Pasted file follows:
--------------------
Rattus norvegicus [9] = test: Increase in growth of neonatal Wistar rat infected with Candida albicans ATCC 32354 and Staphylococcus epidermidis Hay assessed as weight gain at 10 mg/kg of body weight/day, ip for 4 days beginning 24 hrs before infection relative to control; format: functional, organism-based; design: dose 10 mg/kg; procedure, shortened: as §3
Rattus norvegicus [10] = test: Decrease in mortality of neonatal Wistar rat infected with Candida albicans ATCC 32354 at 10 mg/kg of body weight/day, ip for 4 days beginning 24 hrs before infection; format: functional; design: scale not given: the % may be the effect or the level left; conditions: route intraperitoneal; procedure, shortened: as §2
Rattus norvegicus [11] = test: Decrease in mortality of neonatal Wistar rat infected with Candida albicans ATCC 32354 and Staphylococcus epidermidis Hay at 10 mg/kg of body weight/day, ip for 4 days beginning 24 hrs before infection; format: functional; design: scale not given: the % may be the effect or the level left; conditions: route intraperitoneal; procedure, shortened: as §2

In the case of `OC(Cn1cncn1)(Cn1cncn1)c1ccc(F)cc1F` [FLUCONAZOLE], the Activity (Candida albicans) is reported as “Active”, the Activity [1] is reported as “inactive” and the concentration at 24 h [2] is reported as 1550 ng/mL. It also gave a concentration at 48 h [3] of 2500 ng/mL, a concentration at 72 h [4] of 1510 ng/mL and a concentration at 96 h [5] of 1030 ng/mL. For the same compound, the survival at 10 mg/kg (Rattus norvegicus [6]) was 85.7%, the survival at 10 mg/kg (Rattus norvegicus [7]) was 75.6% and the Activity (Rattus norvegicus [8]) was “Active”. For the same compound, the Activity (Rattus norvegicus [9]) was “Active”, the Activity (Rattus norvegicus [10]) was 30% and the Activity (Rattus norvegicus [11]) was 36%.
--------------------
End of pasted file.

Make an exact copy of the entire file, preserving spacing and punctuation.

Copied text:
Rattus norvegicus [9] = test: Increase in growth of neonatal Wistar rat infected with Candida albicans ATCC 32354 and Staphylococcus epidermidis Hay assessed as weight gain at 10 mg/kg of body weight/day, ip for 4 days beginning 24 hrs before infection relative to control; format: functional, organism-based; design: dose 10 mg/kg; procedure, shortened: as §3
Rattus norvegicus [10] = test: Decrease in mortality of neonatal Wistar rat infected with Candida albicans ATCC 32354 at 10 mg/kg of body weight/day, ip for 4 days beginning 24 hrs before infection; format: functional; design: scale not given: the % may be the effect or the level left; conditions: route intraperitoneal; procedure, shortened: as §2
Rattus norvegicus [11] = test: Decrease in mortality of neonatal Wistar rat infected with Candida albicans ATCC 32354 and Staphylococcus epidermidis Hay at 10 mg/kg of body weight/day, ip for 4 days beginning 24 hrs before infection; format: functional; design: scale not given: the % may be the effect or the level left; conditions: route intraperitoneal; procedure, shortened: as §2

In the case of `OC(Cn1cncn1)(Cn1cncn1)c1ccc(F)cc1F` [FLUCONAZOLE], the Activity (Candida albicans) is reported as “Active”, the Activity [1] is reported as “inactive” and the concentration at 24 h [2] is reported as 1550 ng/mL. It also gave a concentration at 48 h [3] of 2500 ng/mL, a concentration at 72 h [4] of 1510 ng/mL and a concentration at 96 h [5] of 1030 ng/mL. For the same compound, the survival at 10 mg/kg (Rattus norvegicus [6]) was 85.7%, the survival at 10 mg/kg (Rattus norvegicus [7]) was 75.6% and the Activity (Rattus norvegicus [8]) was “Active”. For the same compound, the Activity (Rattus norvegicus [9]) was “Active”, the Activity (Rattus norvegicus [10]) was 30% and the Activity (Rattus norvegicus [11]) was 36%.